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Stanford Robert Ovshinsky
Birth: Nov. 24, 1922
Akron
Summit County
Ohio, USA
Death: Oct. 17, 2012
Bloomfield Hills
Oakland County
Michigan, USA

Inventor, Scientist. He is best known for his many inventions in digital memory, solar energy, battery technology, optical media, and solid hydrogen storage. He has often been compared with Thomas Edison and Albert Einstein because of his many scientific patents (over 400), and his independent and radical contributions to science. Born in Akron, Ohio, to working-class Jewish immigrant parents who had escaped Eastern Europe around 1905, he worked as a toolmaker and machinist in various shops affiliated with the rubber industry prior to graduating from high school in June 1941. He moved to Arizona during World War II where he worked in the tool room of a Goodyear plant near Phoenix. Before the end of the war he relocated to Akron, Ohio and founded his own machine company, where he developed and patented his first invention, the Benjamin Center Drive (named after his father), a unique automatic high-speed center drive lathe. He then sold his company to the New Britain Machine Company in Connecticut, where his invention was used to make artillery shells in large volume for the Korean War effort. In 1951, he accepted an offer to move to Detroit, Michigan, to work in the automotive industry as the director of research at the Hupp Motor Company. He invented electric power steering but the company's president was opposed to finalizing arrangements with General Motors to utilize the product. Shortly afterward, he and his younger brother Herb Ovshinsky, a mechanical engineer, formed a small company called General Automation in a Detroit storefront, where he began researching and developing various energy and information technologies, while studying neurophysiology and neurological diseases. Based on some of his early writings about nerve impulses and the nature of intelligence, he was invited by the Wayne Medical School in Detroit in June 1955 to participate in pioneering experimental research on the mammalian cerebellum. With the help of his brother, he soon began working on the development of a mechanical model of a nerve cell, an amorphous thin-film switch they named the Ovitron. He patented the device and disclosed it publicly in New York City in 1959. On January 1, 1960, he and his second wife Iris Dibner, founded Energy Conversion Laboratory to develop his information and energy inventions. He built new types of electronic and optical switches, including his Ovonic Phase Change Memory and his Threshold Switch, which the former would later become the basis of his subsequent inventions of rewritable CDs, DVDs, and other new computer technologies. In 1963, with his personal funds running short, he sought public funding but first wanted to validate the importance of his work from a notable scientist. He contacted the Nobel Laureate John Bardeen, a co-inventor of the transistor and co-discoverer of the theory of superconductivity and asked him to look over his accomplishments. While Bardeen could not come immediately, he sent a University of Chicago physicist, Hellmut Fritzsche, who supported Ovshinsky's work and helped to attract other famous scientists to his laboratory, some of whom joined as consultants or as members of the company's board of directors. In 1964, he changed his laboratory's name to Energy Conversion Devices and relocated to a larger facility in Troy, Michigan. The company continued to develop electronic memory, batteries (including the nickel-metal hydride battery used in the hybrid vehicle industry), and solar cells, and reinvested most of its profits into other scientific studies, much of which later became the basis of lucrative industries, e.g., flat screen liquid crystal displays. He retired from Energy Conversion Devices in 2007 and launched a new company, Ovshinsky Innovation LLC, where he continued to work on information and energy science up until the time he became ill. During his life he won numerous prizes and received seven honorary doctorate degrees resulting from his contributions to science and innovation, and was a Fellow of the American Physical Society, the American Association for the Advancement of Science, the Engineering Society of Detroit, and a member of the Director's Council at the Michigan Center for the Theoretical Physics, University of Michigan. He was also committed to human and equal rights, and actively participated in labor, civil rights, and peace movements. He died of complications from prostate cancer.  (bio by: William Bjornstad)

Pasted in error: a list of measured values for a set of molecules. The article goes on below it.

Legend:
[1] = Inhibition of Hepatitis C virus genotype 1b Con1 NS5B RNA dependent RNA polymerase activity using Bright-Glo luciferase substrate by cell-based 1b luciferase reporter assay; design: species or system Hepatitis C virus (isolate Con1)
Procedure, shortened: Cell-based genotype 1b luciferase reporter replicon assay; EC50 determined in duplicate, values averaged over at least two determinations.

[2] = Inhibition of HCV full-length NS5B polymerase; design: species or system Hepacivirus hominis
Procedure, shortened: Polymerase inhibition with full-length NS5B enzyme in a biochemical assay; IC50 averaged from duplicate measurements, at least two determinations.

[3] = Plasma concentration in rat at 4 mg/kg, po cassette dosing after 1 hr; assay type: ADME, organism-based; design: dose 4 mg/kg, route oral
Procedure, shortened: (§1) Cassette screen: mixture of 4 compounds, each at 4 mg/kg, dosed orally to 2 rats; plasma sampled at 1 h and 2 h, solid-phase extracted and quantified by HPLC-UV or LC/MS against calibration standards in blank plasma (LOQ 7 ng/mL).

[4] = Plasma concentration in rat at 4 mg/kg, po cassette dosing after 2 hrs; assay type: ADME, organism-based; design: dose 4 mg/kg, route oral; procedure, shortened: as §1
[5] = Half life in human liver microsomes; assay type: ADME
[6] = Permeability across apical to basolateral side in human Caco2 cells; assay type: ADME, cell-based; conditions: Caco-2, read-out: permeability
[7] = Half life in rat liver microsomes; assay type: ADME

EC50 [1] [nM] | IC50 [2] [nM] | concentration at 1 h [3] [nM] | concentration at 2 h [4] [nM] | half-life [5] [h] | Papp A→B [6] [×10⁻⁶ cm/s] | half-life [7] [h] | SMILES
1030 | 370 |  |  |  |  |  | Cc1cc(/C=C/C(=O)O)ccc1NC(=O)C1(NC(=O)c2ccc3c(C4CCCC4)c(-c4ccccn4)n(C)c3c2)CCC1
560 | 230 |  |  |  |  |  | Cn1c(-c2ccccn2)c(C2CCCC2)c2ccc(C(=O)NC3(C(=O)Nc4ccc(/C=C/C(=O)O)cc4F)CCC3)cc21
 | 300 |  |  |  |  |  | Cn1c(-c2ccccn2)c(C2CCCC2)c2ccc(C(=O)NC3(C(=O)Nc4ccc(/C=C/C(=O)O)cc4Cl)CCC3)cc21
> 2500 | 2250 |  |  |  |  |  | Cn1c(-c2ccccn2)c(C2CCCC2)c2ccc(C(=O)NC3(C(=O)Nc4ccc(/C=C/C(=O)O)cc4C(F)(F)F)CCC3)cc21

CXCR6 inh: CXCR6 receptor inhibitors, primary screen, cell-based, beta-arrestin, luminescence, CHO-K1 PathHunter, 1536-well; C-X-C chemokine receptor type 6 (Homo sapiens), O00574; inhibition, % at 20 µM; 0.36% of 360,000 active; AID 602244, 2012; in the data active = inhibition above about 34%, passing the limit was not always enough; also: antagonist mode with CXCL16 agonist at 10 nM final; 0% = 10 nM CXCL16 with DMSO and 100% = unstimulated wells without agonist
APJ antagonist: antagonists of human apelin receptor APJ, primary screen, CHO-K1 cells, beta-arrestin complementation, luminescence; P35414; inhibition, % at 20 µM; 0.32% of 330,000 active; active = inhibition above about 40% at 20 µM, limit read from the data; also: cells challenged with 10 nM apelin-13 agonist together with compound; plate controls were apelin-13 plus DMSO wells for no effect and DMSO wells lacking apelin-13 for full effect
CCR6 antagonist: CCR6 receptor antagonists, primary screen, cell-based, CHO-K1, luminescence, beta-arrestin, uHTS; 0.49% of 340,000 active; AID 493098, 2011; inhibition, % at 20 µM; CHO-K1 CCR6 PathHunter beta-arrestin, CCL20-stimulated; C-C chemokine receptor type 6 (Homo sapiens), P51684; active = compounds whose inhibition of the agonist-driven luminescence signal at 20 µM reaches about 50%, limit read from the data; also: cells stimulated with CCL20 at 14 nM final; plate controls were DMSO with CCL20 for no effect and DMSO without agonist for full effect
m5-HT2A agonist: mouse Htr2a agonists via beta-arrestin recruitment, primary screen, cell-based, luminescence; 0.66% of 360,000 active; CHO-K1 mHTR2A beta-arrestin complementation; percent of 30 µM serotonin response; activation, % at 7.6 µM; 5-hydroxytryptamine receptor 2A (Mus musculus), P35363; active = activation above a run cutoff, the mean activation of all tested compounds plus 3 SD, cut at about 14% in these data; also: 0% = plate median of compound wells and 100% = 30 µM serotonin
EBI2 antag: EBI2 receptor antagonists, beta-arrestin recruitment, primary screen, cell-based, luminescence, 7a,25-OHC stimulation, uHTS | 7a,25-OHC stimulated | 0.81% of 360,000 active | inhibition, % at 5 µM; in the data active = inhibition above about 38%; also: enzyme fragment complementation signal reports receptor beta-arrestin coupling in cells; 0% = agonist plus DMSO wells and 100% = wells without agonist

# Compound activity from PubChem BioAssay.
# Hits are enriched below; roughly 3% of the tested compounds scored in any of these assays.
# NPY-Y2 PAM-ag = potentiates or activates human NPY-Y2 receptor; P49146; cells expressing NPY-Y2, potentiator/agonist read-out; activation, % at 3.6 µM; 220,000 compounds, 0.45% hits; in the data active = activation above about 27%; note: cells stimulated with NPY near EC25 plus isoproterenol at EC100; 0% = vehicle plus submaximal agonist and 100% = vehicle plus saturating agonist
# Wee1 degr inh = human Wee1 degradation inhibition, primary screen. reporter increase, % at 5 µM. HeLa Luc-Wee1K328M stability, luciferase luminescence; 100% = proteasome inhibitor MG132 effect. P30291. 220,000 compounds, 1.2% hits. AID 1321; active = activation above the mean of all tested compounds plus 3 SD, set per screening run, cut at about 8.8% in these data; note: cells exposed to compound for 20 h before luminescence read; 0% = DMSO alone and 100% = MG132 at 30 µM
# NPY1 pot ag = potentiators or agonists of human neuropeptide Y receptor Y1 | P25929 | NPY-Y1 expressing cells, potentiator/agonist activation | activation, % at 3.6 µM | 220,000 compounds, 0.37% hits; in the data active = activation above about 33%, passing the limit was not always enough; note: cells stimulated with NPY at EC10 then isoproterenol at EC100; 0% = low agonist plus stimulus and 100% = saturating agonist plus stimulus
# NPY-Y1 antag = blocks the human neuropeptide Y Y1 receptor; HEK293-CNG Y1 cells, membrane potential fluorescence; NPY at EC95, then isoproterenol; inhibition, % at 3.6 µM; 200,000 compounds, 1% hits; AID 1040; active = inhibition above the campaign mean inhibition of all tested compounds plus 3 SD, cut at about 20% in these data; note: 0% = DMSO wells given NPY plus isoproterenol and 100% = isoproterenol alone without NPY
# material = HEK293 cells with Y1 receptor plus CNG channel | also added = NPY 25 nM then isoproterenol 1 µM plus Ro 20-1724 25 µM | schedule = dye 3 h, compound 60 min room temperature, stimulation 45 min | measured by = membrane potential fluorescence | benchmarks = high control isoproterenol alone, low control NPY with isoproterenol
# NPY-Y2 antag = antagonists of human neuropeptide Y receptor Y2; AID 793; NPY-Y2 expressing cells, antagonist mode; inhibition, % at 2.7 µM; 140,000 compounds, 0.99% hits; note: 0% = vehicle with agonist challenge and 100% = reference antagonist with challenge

Family links: 
 Spouse:
  Iris Miroy Ovshinsky (1927 - 2006)
 
Burial:
Farband and Workmen's Circle Cemeteries
Akron
Summit County
Ohio, USA
 
Maintained by: Find A Grave
Originally Created by: William Bjornstad
Record added: Dec 10, 2012
Find A Grave Memorial# 101966897
Stanford Robert Ovshinsky
Added by: Ruggero
 
Stanford Robert Ovshinsky
Added by: Zella
 
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